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Old 17th May 2011, 08:07 AM   #6
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Incidentally, the dissertation covered 75 pieces from the Guthe-Michigan collection, plus another 10 artifacts from the Phil. national museum.

As to the basis of the age of the artifacts, I've just leafed through the paper (it's about 500 pages long). The 10th to 15th century dating can be found in the excerpt below.

I suppose they also used the associated Chinese ceramics excavated together with the metal artifacts. These Chinese ceramics provide a pretty accurate metric, and are used all the time ("Nacho" is an expert on this also).
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Old 17th May 2011, 08:14 AM   #7
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There's an artifact from Bohol in the Visayas which was initially thought to be a kris. But Dr. Dizon correctly pointed out in his paper that it is a spear:
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Old 17th May 2011, 08:34 AM   #8
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Now I'm not an expert on Philippine krises, much more on Indonesian and Malaysian kerises

Thus the above info are being presented for purposes of validating and further examining things.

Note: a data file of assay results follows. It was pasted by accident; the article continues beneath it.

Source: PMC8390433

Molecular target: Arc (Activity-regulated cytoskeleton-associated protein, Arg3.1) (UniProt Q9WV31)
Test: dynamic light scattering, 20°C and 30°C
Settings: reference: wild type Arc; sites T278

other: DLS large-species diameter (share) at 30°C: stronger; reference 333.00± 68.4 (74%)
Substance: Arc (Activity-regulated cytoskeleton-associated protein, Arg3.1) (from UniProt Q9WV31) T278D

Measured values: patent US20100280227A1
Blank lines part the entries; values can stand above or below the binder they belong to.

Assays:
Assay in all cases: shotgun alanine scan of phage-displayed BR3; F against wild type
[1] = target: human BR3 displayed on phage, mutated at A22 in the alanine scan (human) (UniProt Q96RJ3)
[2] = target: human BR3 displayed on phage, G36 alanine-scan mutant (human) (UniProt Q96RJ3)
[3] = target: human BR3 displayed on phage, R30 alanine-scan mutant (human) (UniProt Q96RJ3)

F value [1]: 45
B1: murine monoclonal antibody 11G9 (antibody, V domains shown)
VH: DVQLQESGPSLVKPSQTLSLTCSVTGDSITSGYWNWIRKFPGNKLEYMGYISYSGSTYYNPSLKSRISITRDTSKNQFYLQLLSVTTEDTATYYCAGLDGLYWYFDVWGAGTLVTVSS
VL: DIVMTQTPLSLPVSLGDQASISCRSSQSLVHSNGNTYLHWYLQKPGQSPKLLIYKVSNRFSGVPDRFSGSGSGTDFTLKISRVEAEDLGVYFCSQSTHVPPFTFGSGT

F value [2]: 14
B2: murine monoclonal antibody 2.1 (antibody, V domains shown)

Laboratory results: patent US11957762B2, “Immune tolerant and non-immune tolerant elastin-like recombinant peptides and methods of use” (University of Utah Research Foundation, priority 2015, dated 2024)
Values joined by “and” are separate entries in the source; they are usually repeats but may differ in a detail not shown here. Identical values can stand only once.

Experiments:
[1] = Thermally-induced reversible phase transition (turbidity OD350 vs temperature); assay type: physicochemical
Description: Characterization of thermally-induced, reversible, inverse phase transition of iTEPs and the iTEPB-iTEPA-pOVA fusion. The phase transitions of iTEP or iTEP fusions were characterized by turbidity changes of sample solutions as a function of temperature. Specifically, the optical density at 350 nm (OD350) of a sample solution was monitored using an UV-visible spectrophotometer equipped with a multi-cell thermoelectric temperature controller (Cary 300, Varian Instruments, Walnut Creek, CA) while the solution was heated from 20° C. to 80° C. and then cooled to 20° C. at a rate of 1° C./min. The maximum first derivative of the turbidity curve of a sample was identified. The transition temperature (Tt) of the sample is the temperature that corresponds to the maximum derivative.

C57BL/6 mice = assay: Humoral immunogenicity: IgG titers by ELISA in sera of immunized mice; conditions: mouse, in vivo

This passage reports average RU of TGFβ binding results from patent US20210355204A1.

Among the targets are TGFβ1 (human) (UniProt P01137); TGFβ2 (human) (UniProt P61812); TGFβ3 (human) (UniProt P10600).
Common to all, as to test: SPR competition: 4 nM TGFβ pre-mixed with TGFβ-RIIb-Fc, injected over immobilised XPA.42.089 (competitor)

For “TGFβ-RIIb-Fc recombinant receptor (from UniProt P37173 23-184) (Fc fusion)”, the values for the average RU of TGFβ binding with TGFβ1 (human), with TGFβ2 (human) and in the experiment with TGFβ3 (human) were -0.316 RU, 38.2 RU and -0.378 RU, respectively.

I realize that the 10th to 15th century dating of the Visayan kris will impinge upon the commonly held view that the keris/kris came from Java. And the images found in Candi Sukuh (pics below, from Wikipedia), are supposedly one of the best proofs.

Again, you guys are the expert Would the elaboration found here and here be representative of that commonly held view?

On the other hand, what's the meaning of life if we don't reexamine our beliefs from time to time?

I've discussed the matter briefly with "Nacho" earlier. Off hand, he thinks that one explanation is that the Philippine kris and the Indonesian keris had a parallel development.

I think that's one very plausible view (instead of pitting one against the other, as to which came first).

We'd certainly like to hear more views and queries on the matter.

To broaden the perspective, I'll also be posting pics of even older blade hilts, from a recently published book on Philippine ancestral gold (10th to 13th century).